Where the North Carolina Wind Blows
December 9, 2022
ABOUT THE AUTHOR:
As a former corporate communications professional in the energy industry, Sheila helped educate external audiences on the potential and value of current and future technologies for powering our planet. Today, she is a freelance writer and student still exploring how people can live in harmony with the planet we inhabit.
North Carolina is a big, long, beautiful state. It offers diverse landscapes for residents to enjoy in almost every corner, including ocean views, lake views, mountain views, and city views. And then, of course, there is the serenity of the many farm views that our state’s fertile lands provide.
Take cotton, for example. On a recent trip to the eastern part of North Carolina, I passed acres upon acres of this unique looking plant of white fluffiness surrounded by a rough, brown exterior and stem. As I zoomed along the two-lane highway, these crops virtually blanketed me with their comfort and pride in all that we are able to produce here amongst our many notable views.
Which brings me to the reason for my trip and the rather new and much-less-known North Carolina view. A new type of farm — that provides a new kind of crop — has sprung up not far from Belvidere.
The Desert Wind Farm (aka the Amazon Wind Farm US East) produces electricity that is used by Amazon’s data centers in Virginia. Like the crops that the wind turbines are planted amongst, this farm adds value to its community beyond the electricity it generates. Details on the economic, infrastructure, and employment benefits of the farm are outlined here.
And, while all of that is impressive and could be an interesting discussion to have, the purpose of my trip was much less exciting.
While I had worked in the alternative energy industry for many years, I had never been up close with a wind turbine. I had heard conflicting reports of their size, the noise they made, and what they looked like in real life. So, I jumped in my car in Raleigh and decided to once and for all experience a wind farm up close and personal.
It is hard to explain how utterly astonished I was by my reaction to glimpsing the first turbine. My initial emotion was surprise. In fact, it almost scared me, as I did not expect such a mammoth structure alongside the meandering two-lane country road. Also slightly unsettling was the fact that, despite its size, it barely made its presence known. I saw it, but I didn’t hear it. That, in turn, made me wonder if I was really seeing what I was seeing.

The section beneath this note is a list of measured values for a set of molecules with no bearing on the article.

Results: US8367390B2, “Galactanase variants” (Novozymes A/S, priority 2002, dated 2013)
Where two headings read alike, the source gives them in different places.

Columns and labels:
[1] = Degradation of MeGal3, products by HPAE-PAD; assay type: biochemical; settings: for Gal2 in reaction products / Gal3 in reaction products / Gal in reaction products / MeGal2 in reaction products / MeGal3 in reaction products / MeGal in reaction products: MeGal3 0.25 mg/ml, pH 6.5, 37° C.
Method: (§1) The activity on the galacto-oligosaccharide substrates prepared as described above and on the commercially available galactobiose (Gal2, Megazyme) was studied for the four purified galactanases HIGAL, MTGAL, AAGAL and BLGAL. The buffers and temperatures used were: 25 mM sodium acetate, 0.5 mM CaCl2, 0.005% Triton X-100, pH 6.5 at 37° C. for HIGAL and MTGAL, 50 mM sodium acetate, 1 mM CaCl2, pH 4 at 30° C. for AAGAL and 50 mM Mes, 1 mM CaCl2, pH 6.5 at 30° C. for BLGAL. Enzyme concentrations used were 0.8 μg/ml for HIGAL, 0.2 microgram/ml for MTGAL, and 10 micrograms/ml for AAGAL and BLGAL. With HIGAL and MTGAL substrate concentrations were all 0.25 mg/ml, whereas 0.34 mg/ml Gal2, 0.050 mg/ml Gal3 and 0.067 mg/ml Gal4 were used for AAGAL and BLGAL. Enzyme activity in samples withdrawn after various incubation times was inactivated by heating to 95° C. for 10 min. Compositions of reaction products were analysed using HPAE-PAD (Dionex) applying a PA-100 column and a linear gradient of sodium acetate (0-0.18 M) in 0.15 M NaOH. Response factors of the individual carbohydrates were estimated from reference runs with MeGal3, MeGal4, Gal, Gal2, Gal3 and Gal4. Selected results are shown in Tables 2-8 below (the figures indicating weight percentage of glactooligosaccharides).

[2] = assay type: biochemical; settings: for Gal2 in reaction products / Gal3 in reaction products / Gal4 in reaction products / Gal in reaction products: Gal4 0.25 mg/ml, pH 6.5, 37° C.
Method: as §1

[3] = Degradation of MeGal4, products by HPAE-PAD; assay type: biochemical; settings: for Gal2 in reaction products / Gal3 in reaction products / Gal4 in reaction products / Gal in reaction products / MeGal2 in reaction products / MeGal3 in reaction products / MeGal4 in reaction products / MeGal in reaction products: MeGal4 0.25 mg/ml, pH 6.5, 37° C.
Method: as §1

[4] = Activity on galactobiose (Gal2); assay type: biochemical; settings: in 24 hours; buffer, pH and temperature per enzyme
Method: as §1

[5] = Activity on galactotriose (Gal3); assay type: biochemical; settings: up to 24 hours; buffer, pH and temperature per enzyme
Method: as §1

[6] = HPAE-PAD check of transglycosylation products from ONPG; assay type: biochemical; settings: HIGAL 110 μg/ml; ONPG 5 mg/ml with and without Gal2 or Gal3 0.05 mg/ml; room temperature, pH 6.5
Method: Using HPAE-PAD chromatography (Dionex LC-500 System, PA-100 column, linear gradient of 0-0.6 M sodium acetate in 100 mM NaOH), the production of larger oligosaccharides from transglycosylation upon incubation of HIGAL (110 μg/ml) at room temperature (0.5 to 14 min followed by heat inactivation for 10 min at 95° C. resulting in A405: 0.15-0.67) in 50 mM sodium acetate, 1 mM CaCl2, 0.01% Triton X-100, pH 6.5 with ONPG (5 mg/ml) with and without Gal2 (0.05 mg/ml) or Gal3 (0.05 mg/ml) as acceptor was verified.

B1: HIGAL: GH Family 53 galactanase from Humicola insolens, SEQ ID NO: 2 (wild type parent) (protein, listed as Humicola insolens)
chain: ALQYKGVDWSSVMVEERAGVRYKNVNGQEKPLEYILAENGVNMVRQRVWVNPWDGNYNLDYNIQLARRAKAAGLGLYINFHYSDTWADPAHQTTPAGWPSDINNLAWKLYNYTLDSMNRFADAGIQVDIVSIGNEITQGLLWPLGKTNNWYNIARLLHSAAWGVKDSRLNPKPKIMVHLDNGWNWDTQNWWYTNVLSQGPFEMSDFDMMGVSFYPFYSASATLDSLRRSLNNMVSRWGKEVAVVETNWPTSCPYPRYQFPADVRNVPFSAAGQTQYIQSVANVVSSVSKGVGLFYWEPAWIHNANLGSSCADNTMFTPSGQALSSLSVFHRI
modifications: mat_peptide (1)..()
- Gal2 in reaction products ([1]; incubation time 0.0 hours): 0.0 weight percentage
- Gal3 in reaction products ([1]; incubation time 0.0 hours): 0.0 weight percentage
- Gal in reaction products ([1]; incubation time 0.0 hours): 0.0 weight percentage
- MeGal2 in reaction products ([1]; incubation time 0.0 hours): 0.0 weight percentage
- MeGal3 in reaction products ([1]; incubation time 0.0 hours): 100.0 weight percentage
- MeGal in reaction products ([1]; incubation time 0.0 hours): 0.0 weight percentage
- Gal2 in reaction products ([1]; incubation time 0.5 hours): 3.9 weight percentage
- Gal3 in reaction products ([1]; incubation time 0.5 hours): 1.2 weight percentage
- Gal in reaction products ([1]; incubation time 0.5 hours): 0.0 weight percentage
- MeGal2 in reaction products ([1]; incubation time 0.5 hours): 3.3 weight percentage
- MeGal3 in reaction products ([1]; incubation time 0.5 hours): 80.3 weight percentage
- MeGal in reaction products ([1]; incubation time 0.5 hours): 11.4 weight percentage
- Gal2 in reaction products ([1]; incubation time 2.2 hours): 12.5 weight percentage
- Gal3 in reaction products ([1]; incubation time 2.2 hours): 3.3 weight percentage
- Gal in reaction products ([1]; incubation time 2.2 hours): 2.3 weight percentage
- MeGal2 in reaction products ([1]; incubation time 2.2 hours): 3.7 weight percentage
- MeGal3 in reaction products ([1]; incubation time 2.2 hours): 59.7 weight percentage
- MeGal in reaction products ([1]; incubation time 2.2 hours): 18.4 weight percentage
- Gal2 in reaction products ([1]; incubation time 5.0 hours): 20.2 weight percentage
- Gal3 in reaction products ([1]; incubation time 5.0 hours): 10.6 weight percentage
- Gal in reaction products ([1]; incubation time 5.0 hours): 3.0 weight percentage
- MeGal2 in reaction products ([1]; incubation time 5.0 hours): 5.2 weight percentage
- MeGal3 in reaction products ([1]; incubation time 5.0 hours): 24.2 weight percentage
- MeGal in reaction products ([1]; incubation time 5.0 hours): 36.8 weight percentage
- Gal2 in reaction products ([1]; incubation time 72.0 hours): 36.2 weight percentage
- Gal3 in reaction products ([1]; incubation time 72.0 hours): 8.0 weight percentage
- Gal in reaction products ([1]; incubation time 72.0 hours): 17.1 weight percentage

I got out of my car on numerous occasions, giddy like a small child at Disney for the first time. I was captivated by the views that I could see and capture from the road. I never went on private property to take pictures, yet I felt like I could reach out and touch several turbines that I encountered.
There were far more turbines than I thought, though the Desert Wind Farm is not considered a large farm. But the turbines seemed spread out and not crowded or ugly. In fact, some were difficult to detect at all on the cloudy day of my visit. I also noticed that no one stopped to ask me what I was up to. Perhaps the community is used to “out of towners” like me ogling their newest crop?
Whatever the case may be, my unencumbered exploration led to some pretty big hunger pains. Fortunately, the nearby town had an answer in the form of a restored Victorian that housed a delicious restaurant and small boutique gift shop. Only steps away was Layden’s Supermarket, my head swinging side to side to check out all the yummy treats they had in stock. With the help of their friendly staff, I managed to narrow down my purchase choices and left with some made-fresh-daily sausages, a jar of local honey, and some locally made chocolate-covered peanut brittle. Yes, it is all as good as it sounds.
While my goal may have been simple — to see a wind turbine up close — the day far exceeded my expectations. I did not merely place a check mark next to a bucket list item. I got a feel for how wind power can be weaved into an already vibrant community. I was educated on what it’s like to generate power from nature in a place that already generates crops that feed and energize. And I got to explore yet another beautiful corner of our tremendous state. In my opinion, you can add this to the long list of amazing North Carolina views.